The appropriate timing of flowering is crucial for plant reproductive success. It is therefore not surprising that intricate genetic networks have evolved to perceive and integrate both endogenous and environmental signals, such as carbohydrate and hormonal status, photoperiod and temperature1,2. In contrast to our detailed understanding of the vernalization pathway, little is known about how flowering time is controlled in response to changes in the ambient growth temperature. In Arabidopsis thaliana, the MADSbox transcription factor genesFLOWERING LOCUSM (FLM) and SHORTVEGETATIVEPHASE (SVP)have key roles in this process3,4. FLM is subject to temperature-dependent alternative splicing3. Here we report that the two mainFLMprotein splice variants,FLM-b and FLM-d, compete for interaction with the floral repressor SVP. The SVP–FLM-b complex is predominately formed at low temperatures and prevents precocious flowering. By contrast, the competingSVP–FLM-d complex is impaired in DNA binding and acts as a dominant-negative activator of flowering at higher temperatures. Our results show a new mechanism that controls the timing of the floral transition in response to changes in ambient temperature. A better understanding of how temperature controls the molecular mechanismsof flowering will be important to cope with current changes in global climate5,6.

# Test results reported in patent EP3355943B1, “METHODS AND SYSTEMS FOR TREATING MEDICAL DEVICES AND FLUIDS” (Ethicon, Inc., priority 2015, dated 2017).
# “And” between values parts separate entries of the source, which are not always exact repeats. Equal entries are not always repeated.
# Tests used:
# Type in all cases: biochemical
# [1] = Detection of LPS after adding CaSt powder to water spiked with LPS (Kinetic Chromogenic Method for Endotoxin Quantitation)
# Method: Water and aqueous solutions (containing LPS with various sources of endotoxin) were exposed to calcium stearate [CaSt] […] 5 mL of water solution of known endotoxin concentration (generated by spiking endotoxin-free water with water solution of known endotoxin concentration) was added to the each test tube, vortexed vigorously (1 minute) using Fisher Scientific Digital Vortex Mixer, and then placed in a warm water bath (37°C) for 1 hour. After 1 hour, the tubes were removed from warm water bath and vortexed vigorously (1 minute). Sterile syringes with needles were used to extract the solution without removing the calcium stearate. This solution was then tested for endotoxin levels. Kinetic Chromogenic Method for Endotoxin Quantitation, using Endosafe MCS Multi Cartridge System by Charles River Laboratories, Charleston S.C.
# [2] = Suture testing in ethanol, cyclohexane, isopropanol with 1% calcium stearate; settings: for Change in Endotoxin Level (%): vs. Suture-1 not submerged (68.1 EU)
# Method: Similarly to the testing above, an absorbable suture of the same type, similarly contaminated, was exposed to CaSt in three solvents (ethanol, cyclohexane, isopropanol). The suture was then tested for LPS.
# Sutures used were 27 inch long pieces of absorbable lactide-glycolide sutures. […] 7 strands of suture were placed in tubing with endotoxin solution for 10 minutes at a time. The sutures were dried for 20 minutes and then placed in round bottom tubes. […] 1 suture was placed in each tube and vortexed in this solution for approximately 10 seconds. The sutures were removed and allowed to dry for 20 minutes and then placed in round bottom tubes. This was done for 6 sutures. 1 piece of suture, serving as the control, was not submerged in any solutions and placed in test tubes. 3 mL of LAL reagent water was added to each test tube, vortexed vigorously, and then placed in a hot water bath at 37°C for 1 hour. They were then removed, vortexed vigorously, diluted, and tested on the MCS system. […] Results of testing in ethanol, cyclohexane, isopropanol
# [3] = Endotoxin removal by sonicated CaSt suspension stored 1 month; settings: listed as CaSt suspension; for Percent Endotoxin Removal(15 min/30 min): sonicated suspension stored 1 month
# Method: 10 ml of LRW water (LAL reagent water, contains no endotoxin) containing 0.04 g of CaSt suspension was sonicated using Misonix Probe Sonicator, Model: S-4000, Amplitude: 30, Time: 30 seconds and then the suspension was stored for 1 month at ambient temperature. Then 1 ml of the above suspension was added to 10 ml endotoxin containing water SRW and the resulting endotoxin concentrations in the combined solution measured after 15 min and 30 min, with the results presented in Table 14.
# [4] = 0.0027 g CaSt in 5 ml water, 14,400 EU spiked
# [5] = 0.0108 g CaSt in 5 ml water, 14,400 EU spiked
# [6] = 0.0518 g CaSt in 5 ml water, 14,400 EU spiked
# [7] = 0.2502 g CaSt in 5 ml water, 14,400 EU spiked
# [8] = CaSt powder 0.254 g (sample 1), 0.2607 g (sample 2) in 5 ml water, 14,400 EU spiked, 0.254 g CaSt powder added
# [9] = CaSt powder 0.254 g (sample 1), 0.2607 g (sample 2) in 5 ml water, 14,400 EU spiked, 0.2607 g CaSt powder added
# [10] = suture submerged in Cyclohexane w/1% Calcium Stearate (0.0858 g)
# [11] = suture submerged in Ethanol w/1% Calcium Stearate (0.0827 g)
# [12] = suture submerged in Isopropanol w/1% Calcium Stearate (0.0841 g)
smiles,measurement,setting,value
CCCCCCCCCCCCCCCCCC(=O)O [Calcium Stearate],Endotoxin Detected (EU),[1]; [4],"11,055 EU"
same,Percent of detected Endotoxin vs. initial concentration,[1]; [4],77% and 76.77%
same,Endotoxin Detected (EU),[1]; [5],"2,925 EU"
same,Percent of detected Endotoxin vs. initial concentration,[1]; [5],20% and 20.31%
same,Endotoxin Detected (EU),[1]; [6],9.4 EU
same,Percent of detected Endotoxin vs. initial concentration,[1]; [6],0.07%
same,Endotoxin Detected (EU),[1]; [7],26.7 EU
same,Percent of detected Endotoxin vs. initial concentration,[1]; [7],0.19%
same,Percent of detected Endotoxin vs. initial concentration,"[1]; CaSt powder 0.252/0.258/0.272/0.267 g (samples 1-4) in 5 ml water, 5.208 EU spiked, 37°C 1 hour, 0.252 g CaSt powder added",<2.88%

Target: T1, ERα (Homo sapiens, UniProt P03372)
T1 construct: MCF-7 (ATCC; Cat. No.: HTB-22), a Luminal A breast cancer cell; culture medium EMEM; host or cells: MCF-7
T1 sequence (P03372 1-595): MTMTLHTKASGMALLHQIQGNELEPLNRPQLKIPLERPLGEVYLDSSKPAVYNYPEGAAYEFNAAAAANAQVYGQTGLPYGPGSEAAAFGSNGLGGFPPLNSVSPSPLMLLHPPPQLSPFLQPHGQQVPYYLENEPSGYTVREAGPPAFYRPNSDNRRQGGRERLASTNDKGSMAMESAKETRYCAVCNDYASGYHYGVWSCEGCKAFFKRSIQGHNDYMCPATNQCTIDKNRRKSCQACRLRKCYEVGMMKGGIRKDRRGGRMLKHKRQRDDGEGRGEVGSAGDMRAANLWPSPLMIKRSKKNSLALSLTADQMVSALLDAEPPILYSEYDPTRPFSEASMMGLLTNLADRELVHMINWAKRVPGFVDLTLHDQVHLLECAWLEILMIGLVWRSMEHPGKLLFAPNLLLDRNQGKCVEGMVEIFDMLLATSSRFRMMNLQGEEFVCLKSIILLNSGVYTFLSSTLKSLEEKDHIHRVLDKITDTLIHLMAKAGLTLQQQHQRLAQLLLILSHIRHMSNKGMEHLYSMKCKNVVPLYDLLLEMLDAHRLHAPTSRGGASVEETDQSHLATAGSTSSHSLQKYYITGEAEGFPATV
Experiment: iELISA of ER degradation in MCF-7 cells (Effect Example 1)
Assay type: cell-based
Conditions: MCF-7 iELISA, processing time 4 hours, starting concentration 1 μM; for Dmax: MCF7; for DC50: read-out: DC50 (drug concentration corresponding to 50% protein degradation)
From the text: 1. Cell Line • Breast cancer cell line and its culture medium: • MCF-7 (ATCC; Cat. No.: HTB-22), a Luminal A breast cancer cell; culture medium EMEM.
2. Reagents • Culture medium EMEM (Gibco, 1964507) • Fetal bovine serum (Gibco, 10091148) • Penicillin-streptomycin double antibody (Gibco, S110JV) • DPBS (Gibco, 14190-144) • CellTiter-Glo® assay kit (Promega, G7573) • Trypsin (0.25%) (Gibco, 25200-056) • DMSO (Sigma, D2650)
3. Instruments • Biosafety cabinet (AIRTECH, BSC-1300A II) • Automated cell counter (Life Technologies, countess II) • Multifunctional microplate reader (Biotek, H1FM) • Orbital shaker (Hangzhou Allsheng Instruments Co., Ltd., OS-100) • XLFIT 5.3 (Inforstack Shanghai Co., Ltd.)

Regulation of intestinal homeostasis and immunity with probiotic lactobacilli
Baarlen, P. van; Wells, J. ; Kleerebezem, M. - \ 2013
Trends in Immunology 34 (2013)5. - ISSN 1471-4906 - p. 208 - 215.
wall teichoic-acid - gut microbiota - rhamnosus gg - t-cells - lipoteichoic acid - functional-analysis - epithelial barrier - controlled-trials - dendritic cell - in-vivo
The gut microbiota provide important stimuli to the human innate and adaptive immune system and co-mediate metabolic and immune homeostasis. Probiotic bacteria can be regarded as part of the natural human microbiota, and have been associated with improving homeostasis, albeit with different levels of success. Composition of microbiota, probiotic strain identity, and host genetic differences may account for differential modulation of immune responses by probiotics. Here, we review the mechanisms of immunomodulating capacities of specific probiotic strains, the responses they can induce in the host, and how microbiota and genetic differences between individuals may co-influence host responses and immune homeostasis.
Adhesion and Nanomechanics of Pili from the Probiotic Lactobacillus rhamnosus GG
Tripathi, P. ; Beaussart, A. ; Alsteens, D. ; Dupres, V. ; Claes, I. ; Ossowski, I. von; Vos, W.M. de; Palva, A. ; Lebeer, S. ; Vanderleyden, J. ; Dufrene, Y.F. - \ 2013
ACS Nano 7 (2013)4. - ISSN 1936-0851 - p. 3685 - 3697.